Flax Art Studios, Havelock house, Ormeau Road, BT7 1EB

Nozomi Suzuki

Light of Other Days - ‘The Rings of Saturn - An English Pilgrimage’

Nozomi Suzuki (b. 1983) our international resident artist from Japan, is currently enrolled in a PHD at Tokyo University of the Art and has spent the last year in the UK thanks to a grant from the POLA Art Foundation for overseas research. She completed the Visiting Student Programme at University of the Arts London from October to December in 2019 before returning for the second part of her research residency at Flax Art Studios. Selected solo exhibitions: 2017 "Mirrors and Windows” (Omotesando Gallery, Tokyo); 2017 "Monologue of the Light” (rin art association, Gunma, Japan). Selected group exhibitions: 2018 "MOT Satellite 2018 FALL - To become a narrative” (Kiyosumi Shirakawa, Tokyo); 2017 "Photographs of Innocence and of Experience Contemporary Japanese Photography vol.14” (Tokyo Photographic Art Museum, Tokyo)

Suzuki’s work is predominantly research and object based, she uses photography to visualise the memory of traces of concealed light in daily life. In her work she aims to capture memories that are concealed in ordinary, everyday objects and use photographic principles attempting to make them visible. She creates works by applying photosensitive emulsion directly to things that have withstood the passage of time, using light and chemical reactions to physically fix traces of intimate memories onto physical objects.

In this exhibition, Suzuki attempts to visualise memories of objects which relate to vernacular culture in the UK. During her year in the UK she has researched the history of the things that she encountered on her journeys. In particular, she selected objects that have evolved with the invention of photography and from that have expanded human vision.
The exhibition’s title ‘Light of Other Days’ is borrowed from a novel written by Bob Shaw in 1966. Shaw a science fiction novelist from Belfast uses the idea of "slow glass" which traces the light of the past with delay.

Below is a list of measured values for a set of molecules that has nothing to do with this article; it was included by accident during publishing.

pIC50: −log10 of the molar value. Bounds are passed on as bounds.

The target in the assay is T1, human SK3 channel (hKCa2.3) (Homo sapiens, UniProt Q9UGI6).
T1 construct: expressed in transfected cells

‘The Rings of Saturn’ is borrowed from a novel by the German writer W. G. Sebald written in East England where he spent his later years. He describes the places he saw and the people he encountered, and discussed various episodes of history and literature on European imperialism with repeated derailments and associations. Suzuki references these contexts in her work.

Yuji Ota

Geopolitics of The Rabbit and The Hare

Yuji Ota (b. 1980) Japan is our current international resident artist.
He is a a visual artist based in Tokyo with an MFA from Tokyo University of the Arts. Ota’s work is predominantly object and video based. Selected exhibitions: 2018 "The Artists´ Kalevala, ECHOES FROM THE PAST | TOKYO | BERLIN | KERAVA, Kerava Art Museum, Finland, 2018 "Ongoing FES 2018" "Art Center Ongoing, Tokyo. 2017 ”Universal Nature -Rediscovery of Kalevala by 6 Contemporary Japanese Artist - " SEZON ART GALLERY, Tokyo 2016"Make a Kyougen" LAD GALLERY, Nagoya, 2017. "The Latest Work by Jackson Pollock” (AIKOKO Gallery, Tokyo)

Ota explores the theme of “untruth” or false information in his work. Ranging from a simple fib to a vicious lie, false Information has the power to influence our perception of reality, and so we have to be cautious about its authenticity. He holds an idea that all communication contains a kind of untruth in the form of fiction. By using untruth as a trigger to connect with people and the world, he searches for moments to reveal what can’t easily be seen.

He sees the potential of art as a trigger to stir things up to re-realise and re-define social values. He takes actions against the world by releasing his works and challenging the structure of society.

During Ota’s first part of his residency with Flax in 2019 he learned about the current state of the place and the people's lives, about the long history of religious and political conflict, as an outsider he grappled with the complex situation he found himself in.